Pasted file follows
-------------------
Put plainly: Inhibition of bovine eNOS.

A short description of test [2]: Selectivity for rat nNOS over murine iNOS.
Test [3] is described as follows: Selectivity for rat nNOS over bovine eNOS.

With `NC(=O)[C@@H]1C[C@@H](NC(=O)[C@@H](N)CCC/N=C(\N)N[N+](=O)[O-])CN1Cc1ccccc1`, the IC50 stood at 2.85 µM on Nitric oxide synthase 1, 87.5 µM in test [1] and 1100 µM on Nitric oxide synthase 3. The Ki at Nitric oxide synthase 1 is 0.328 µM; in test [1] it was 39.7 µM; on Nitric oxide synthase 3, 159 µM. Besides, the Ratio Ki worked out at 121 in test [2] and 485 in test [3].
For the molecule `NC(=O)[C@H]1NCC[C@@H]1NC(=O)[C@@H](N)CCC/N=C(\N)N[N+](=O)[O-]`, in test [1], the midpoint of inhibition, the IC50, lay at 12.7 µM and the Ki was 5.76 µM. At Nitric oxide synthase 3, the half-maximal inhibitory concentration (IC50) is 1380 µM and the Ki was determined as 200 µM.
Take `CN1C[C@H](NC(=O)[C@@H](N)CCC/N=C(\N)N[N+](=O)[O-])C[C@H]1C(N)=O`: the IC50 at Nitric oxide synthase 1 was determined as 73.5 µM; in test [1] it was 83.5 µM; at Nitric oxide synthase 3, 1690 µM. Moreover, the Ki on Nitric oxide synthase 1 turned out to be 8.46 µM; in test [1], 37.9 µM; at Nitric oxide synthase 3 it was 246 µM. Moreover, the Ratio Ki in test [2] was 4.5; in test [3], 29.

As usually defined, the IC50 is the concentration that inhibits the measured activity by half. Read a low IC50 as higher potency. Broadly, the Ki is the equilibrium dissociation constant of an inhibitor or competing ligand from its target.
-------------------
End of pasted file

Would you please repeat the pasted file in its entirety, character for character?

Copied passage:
Put plainly: Inhibition of bovine eNOS.

A short description of test [2]: Selectivity for rat nNOS over murine iNOS.
Test [3] is described as follows: Selectivity for rat nNOS over bovine eNOS.

With `NC(=O)[C@@H]1C[C@@H](NC(=O)[C@@H](N)CCC/N=C(\N)N[N+](=O)[O-])CN1Cc1ccccc1`, the IC50 stood at 2.85 µM on Nitric oxide synthase 1, 87.5 µM in test [1] and 1100 µM on Nitric oxide synthase 3. The Ki at Nitric oxide synthase 1 is 0.328 µM; in test [1] it was 39.7 µM; on Nitric oxide synthase 3, 159 µM. Besides, the Ratio Ki worked out at 121 in test [2] and 485 in test [3].
For the molecule `NC(=O)[C@H]1NCC[C@@H]1NC(=O)[C@@H](N)CCC/N=C(\N)N[N+](=O)[O-]`, in test [1], the midpoint of inhibition, the IC50, lay at 12.7 µM and the Ki was 5.76 µM. At Nitric oxide synthase 3, the half-maximal inhibitory concentration (IC50) is 1380 µM and the Ki was determined as 200 µM.
Take `CN1C[C@H](NC(=O)[C@@H](N)CCC/N=C(\N)N[N+](=O)[O-])C[C@H]1C(N)=O`: the IC50 at Nitric oxide synthase 1 was determined as 73.5 µM; in test [1] it was 83.5 µM; at Nitric oxide synthase 3, 1690 µM. Moreover, the Ki on Nitric oxide synthase 1 turned out to be 8.46 µM; in test [1], 37.9 µM; at Nitric oxide synthase 3 it was 246 µM. Moreover, the Ratio Ki in test [2] was 4.5; in test [3], 29.

As usually defined, the IC50 is the concentration that inhibits the measured activity by half. Read a low IC50 as higher potency. Broadly, the Ki is the equilibrium dissociation constant of an inhibitor or competing ligand from its target.